August 12, 2012

Getting it just plain wrong - silly season starts

Matthew O'Brien, writing at The Atlantic, needs to get his facts straight before committing them to the web.
From his article on Paul Ryan:

Mitt Romney Would Pay 0.82 Percent in Taxes Under Paul Ryan's Plan
Under Paul Ryan's plan, Mitt Romney wouldn't pay any taxes for the next ten years — or any of the years after that. Now, do I know that that's true. Yes, I'm certain.

Well, maybe not quite nothing. In 2010 — the only year we have seen a full return from him — Romney would have paid an effective tax rate of around 0.82 percent under the Ryan plan, rather than the 13.9 percent he actually did. How would someone with more than $21 million in taxable income pay so little? Well, the vast majority of Romney's income came from capital gains, interest, and dividends. And Ryan wants to eliminate all taxes on capital gains, interest and dividends.

Unnhhhh — you are overlooking the little item of double-taxation. As Mr. O'Brien noted: “the vast majority of Romney's income came from capital gains, interest, and dividends”.

How do you get this money? You invest money that you have already earned and reap the dividends. The money that you have already earned was taxed at the normal rate set by the IRS — if I were to earn $1 Million this year, I would be required to hand over $334,935.75 of that to the IRS. Let's say that I take the remaining $665,064.25 and invest it and I make some well researched decisions and come out ahead to the tune of $200K profits. Why should I be taxed at the regular 35% on those earnings when I already paid the $334K tax on the original stake.

What's more, by buying the stock I am, by proxy, investing in that company and helping it to grow — this directly leads to that company doing more business, paying more taxes and hiring more people.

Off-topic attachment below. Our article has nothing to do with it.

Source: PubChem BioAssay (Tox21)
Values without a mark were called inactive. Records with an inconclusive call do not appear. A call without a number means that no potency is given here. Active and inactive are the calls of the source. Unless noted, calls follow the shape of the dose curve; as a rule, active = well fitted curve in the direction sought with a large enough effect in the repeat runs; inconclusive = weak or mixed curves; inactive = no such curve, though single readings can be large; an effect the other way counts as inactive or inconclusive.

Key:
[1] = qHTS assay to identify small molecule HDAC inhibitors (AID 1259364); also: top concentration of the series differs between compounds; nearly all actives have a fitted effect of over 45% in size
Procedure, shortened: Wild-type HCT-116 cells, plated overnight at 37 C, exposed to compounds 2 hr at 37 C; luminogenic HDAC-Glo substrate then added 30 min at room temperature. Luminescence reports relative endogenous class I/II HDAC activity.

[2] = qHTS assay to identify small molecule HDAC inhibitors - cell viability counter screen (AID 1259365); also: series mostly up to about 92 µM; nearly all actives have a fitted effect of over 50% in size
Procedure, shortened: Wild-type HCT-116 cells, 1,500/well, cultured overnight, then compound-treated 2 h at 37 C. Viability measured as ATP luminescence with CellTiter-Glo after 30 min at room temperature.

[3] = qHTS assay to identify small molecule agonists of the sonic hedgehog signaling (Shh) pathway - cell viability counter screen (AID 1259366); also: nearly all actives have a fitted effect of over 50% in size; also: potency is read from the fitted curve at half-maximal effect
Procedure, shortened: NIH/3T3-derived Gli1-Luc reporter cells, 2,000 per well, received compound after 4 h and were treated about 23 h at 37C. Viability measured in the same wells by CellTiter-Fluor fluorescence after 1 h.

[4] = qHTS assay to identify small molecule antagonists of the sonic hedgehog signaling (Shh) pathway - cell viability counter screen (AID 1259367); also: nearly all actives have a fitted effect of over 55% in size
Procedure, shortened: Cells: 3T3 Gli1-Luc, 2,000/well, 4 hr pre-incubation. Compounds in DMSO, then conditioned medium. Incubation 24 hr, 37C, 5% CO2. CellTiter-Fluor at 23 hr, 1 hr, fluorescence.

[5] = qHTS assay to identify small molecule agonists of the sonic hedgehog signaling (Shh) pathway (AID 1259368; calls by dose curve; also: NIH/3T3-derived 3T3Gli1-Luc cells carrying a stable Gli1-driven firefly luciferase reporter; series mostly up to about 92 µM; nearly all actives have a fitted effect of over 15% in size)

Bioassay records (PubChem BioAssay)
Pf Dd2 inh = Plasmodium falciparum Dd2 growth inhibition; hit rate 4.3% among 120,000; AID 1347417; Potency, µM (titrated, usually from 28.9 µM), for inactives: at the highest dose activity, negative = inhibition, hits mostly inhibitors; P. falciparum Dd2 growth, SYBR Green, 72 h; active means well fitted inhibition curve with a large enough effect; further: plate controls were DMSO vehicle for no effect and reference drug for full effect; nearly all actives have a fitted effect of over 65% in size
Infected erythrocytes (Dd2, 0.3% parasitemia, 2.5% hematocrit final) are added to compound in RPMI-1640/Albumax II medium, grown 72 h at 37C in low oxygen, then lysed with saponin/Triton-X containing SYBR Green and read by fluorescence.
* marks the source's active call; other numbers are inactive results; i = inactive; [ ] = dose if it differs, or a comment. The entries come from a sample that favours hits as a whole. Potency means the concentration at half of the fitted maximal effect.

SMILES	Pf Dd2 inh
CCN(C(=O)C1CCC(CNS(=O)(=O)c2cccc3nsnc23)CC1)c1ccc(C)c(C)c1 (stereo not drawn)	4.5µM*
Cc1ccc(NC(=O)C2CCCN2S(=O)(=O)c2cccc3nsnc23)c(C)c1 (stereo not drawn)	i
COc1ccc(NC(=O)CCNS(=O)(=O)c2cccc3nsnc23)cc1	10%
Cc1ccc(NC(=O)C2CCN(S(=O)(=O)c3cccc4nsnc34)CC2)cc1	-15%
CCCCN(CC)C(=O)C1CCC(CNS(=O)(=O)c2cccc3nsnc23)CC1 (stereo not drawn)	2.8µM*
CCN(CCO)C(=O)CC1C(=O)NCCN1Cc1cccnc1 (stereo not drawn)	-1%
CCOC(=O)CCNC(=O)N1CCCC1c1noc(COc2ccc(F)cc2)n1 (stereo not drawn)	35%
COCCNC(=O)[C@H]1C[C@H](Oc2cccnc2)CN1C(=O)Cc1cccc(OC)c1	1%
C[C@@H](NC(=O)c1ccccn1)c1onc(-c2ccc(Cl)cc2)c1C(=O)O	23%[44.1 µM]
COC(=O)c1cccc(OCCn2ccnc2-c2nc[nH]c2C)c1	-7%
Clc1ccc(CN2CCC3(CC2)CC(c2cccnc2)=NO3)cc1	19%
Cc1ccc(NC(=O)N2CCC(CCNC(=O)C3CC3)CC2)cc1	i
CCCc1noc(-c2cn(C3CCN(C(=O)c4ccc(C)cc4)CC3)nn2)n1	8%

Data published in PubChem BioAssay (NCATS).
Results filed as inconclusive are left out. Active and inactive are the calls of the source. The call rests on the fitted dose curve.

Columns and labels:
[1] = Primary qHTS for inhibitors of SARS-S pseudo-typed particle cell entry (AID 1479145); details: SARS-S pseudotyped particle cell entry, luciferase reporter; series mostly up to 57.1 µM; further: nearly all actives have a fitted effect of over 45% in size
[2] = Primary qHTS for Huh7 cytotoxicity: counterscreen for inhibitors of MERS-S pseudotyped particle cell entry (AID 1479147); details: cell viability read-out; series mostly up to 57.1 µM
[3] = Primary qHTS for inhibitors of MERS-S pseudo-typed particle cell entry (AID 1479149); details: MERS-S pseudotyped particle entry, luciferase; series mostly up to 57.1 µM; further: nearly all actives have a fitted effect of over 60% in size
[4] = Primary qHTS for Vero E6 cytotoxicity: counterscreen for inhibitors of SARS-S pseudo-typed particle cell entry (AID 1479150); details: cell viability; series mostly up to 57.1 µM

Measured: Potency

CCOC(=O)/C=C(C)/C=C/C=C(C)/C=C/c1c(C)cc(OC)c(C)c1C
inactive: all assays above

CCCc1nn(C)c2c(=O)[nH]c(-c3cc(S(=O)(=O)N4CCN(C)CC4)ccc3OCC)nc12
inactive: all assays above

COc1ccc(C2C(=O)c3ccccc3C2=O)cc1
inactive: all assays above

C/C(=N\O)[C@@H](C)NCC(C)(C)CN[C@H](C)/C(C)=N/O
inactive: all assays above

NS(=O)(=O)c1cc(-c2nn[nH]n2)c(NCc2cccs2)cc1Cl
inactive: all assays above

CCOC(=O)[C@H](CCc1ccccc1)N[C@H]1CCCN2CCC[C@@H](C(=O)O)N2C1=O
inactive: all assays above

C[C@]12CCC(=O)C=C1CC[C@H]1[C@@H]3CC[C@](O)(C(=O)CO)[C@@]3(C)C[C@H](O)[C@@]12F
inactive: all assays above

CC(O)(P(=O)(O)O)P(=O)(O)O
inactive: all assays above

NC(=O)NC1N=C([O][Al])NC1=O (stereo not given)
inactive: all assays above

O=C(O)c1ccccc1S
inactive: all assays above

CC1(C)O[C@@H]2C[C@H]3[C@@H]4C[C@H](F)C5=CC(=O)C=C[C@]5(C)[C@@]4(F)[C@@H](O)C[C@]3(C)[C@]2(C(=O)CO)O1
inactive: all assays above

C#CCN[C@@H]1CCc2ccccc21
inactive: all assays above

If instead, I put my money into municipal bonds, I would be helping some city build a bridge or modernize a water system leading to the better welfare of it's citizens and more construction workers being hired.

The liberal morons like Mr. O'Brien all seem to think that this is a bad idea…

One little bit more:

It might seem impossible to fund the government when the super-rich pay no taxes. That is accurate. Ryan would actually raise taxes on the bottom 30 percent of earners, according to the nonpartisan Tax Policy Center

The bottom 47% of people simply do not pay any taxes at all — funds are deducted from their paycheck but all is returned when they file. The lowest tax rate will only be 10% from zero to $100K for joint filers. Anyone who thinks that this is sticking it to the poor people needs to reflect that under the current (they cite 2009 rates) system, joint filers earning a combined $16,700 to $67,900 would be subject to a rate of 15% — to put this in simple terms, if my household had a combined income of $20K in 2009, my tax would be $3,000. Under Paul Ryan's plan my tax rate would be a thousand dollars less or $2,000.

If you are going to write something, at least have the courtesy to tell the entire story and get your facts correct. Mr. Matthew O'Brien, I am talking directly to you…

Posted by DaveH at August 12, 2012 01:59 PM
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